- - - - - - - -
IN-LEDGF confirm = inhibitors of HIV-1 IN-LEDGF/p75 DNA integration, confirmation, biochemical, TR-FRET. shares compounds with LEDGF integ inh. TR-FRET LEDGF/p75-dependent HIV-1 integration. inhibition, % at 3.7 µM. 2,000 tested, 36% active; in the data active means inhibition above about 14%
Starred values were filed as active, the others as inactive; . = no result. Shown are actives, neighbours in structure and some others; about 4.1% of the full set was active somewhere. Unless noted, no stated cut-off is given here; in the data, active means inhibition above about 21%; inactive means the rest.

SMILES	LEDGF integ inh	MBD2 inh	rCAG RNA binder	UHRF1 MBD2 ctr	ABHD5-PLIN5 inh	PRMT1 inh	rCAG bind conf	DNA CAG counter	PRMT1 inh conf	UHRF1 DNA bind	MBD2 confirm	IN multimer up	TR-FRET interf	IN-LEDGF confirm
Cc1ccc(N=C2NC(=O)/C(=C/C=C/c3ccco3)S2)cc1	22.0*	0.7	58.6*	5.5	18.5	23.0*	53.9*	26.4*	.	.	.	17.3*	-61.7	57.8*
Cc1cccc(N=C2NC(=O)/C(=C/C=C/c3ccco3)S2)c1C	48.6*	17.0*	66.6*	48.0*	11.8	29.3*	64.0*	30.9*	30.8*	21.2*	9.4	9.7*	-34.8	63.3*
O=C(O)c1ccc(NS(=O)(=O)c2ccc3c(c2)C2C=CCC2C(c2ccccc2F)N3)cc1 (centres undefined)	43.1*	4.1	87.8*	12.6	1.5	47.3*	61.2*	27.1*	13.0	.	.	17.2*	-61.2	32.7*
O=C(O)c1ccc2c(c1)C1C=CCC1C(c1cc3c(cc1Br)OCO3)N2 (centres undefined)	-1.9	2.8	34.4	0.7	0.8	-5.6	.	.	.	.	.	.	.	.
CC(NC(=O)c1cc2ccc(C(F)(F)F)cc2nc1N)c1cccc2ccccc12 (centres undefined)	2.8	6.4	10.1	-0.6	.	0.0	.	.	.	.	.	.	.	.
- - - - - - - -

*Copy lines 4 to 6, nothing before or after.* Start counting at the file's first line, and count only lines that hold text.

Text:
Cc1ccc(N=C2NC(=O)/C(=C/C=C/c3ccco3)S2)cc1	22.0*	0.7	58.6*	5.5	18.5	23.0*	53.9*	26.4*	.	.	.	17.3*	-61.7	57.8*
Cc1cccc(N=C2NC(=O)/C(=C/C=C/c3ccco3)S2)c1C	48.6*	17.0*	66.6*	48.0*	11.8	29.3*	64.0*	30.9*	30.8*	21.2*	9.4	9.7*	-34.8	63.3*
O=C(O)c1ccc(NS(=O)(=O)c2ccc3c(c2)C2C=CCC2C(c2ccccc2F)N3)cc1 (centres undefined)	43.1*	4.1	87.8*	12.6	1.5	47.3*	61.2*	27.1*	13.0	.	.	17.2*	-61.2	32.7*